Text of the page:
Overt Peace, Covert War?: Covert Intervention and the Democratic Peace

@article{Downes2010OvertPC,
  title={Overt Peace, Covert War?: Covert Intervention and the Democratic Peace},
  author={Alexander B. Downes and Mary Lauren Lilley},
  journal={Security Studies},
  year={2010},
  volume={19},
  pages={266 - 306}
}
Proponents and critics of the democratic peace have debated the extent to which covert attempts by democracies to overthrow other elected governments are consistent with or contradict democratic peace theory. The existing debate, however, fails to acknowledge that there are multiple democratic peace theories and that inter-democratic covert intervention might have different implications for different arguments. In this article, we first distill hypotheses regarding covert foreign regime change… 

Democratic Peace and Covert Military Force: An Experimental Test

How should we reconcile covert war with normative theories of the democratic peace? Proponents argue that these interventions are consistent with democratic peace theory, as leaders intervene

Stasis or Decay? Reconciling Covert War and the Democratic Peace

Democratic states sometimes engage in covert interventions—sometimes involving forcible regime change—against other democracies. Critics charge that these interventions raise doubts about the

Evaluating the Normative and Structural Explanations of Democratic Peace Theory

Originating from the work of Immanuel Kant, Democratic Peace Theory proposes that democracies rarely, if ever, fight war against other democracies. While inquiries to the existence of such phenomena

Covert Operations, Wars, Detainee Destinations, and the Psychology of Democratic Peace

We explore US covert forcible actions against democratic governments and their citizens and show that interdemocratic use of covert force is common and can be accommodated within the theory of

The democratic embargo: regime type and proxy war

Democracies rarely fight interstate wars against one another, but democratic dyads frequently engage in hostile acts short of war, such as militarized interstate disputes and the backing of coups. Do

Ballots and Blackmail: Coercive Diplomacy and the Democratic Peace

Does the restraint that prevents pairs of democracies from fighting large-scale wars also prevent them from coercing one another? While scholars have long drawn a bright line between using force and

Secret but Constrained: The Impact of Elite Opposition on Covert Operations

Abstract Recent international relations scholarship has argued that political elites constrain the use of military force by democracies. Despite the persuasiveness of this research, scholars have

Democratic states and authoritarian firewalls: America as a black knight in the uprising in Bahrain

Although history is replete with democracies supporting autocracies, democratic black knights have not been approached in a systematic manner. This article examines American rhetoric and policy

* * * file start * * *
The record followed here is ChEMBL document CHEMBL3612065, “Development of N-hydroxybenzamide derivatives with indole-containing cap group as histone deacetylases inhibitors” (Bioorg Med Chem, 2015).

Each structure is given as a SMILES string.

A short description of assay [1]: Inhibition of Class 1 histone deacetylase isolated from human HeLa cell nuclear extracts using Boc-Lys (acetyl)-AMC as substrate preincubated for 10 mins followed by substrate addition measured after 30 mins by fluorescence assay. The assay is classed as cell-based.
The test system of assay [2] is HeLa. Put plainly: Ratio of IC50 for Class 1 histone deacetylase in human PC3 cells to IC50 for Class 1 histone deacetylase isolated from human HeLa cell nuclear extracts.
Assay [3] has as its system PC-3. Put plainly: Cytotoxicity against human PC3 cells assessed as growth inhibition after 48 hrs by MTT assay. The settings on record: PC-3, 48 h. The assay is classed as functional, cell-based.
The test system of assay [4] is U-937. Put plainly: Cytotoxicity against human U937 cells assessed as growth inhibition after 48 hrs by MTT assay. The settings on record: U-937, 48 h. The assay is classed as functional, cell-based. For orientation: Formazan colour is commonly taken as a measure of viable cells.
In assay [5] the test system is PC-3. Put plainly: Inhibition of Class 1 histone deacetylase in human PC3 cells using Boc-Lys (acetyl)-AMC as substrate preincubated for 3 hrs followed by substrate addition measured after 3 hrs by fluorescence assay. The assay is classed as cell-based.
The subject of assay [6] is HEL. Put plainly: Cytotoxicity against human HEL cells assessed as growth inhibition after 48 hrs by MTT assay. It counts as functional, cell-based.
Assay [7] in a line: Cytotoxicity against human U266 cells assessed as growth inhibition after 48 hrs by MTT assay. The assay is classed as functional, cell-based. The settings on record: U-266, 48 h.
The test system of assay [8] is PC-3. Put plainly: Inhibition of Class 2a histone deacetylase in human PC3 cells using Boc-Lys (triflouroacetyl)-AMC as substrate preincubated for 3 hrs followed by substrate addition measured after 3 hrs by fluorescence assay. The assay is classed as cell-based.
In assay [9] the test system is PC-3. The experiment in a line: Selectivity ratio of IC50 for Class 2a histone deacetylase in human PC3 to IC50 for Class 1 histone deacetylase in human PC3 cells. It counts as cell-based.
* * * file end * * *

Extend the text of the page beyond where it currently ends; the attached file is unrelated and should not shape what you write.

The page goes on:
Covert calamities: American-backed covert regime changes and civil war

ABSTRACT Do covert regime change operations lead to civil war? Analyzing a sample of 63 American-backed covert regime change attempts during the Cold War (1947–1989), I find that the states targeted

Why So Secretive? Unpacking Public Attitudes toward Secrecy and Success in US Foreign Policy

To what extent does transparency in foreign policy making matter to democratic publics? Scholars and policy makers posit a normative commitment to transparency in the conduct of foreign affairs, an

References

SHOWING 1-10 OF 37 REFERENCES

The Flawed Logic of Democratic Peace Theory

Democratic peace theory is probably the most powerful liberal contribution to the debate on the causes of war and peace. In this paper I examine the causal logics that underpin the theory to

Democracy, War, and Covert Action

It is well established that stable industrialized democracies do not use overt force against each other. But do democracies ever use covert force against other elected governments? This article

Domestic Structure and Preventive War: Are Democracies More Pacific?

Realists have long viewed uneven rates of growth among states as a major cause of wars. According to strict logic of realpolitik, a declining dominant power should launch a preventive war against a

Kant and Processes of Democratization: Consequences for Neorealist Thought

Does the spread of democracy present a bright future, with peace among nations? The theoretical foundation for expecting peace to flow from democracy was set forth by Immanuel Kant. According to the

Shattered Hope: The Guatemalan Revolution and the United States, 1944-1954

The most thorough account yet available of a revolution that saw the first true agrarian reform in Central America, this book is also a penetrating analysis of the tragic destruction of that

Legacy of Ashes: The History of the CIA

Since its creation in 1947, the CIA has been a byword for everything that is sinister and ruthless about America's projection of power during the Cold War and with the 'war on terror'. There have

The price of power : Kissinger in the Nixon White House

The price of power: Kissinger in the Nixon White House , The price of power: Kissinger in the Nixon White House , کتابخانه دیجیتال و فن آوری اطلاعات دانشگاه امام صادق(ع)

How Smart and Tough are Democracies Reassessing Theories of Democratic Victory in War

Proponents of the selection effects argument claim that because democratic leaders run a higher risk of losing office than autocratic leaders if they fail to win wars, they are more careful than

Democracy and Preventive War: Israel and the 1956 Sinai Campaign

NE OF THE questions that has attracted the most attention in the international relations literature during the last decade is whether the foreign policy behavior of democratic states differs from

CIA, cable from CIA Headquarters to Santiago Station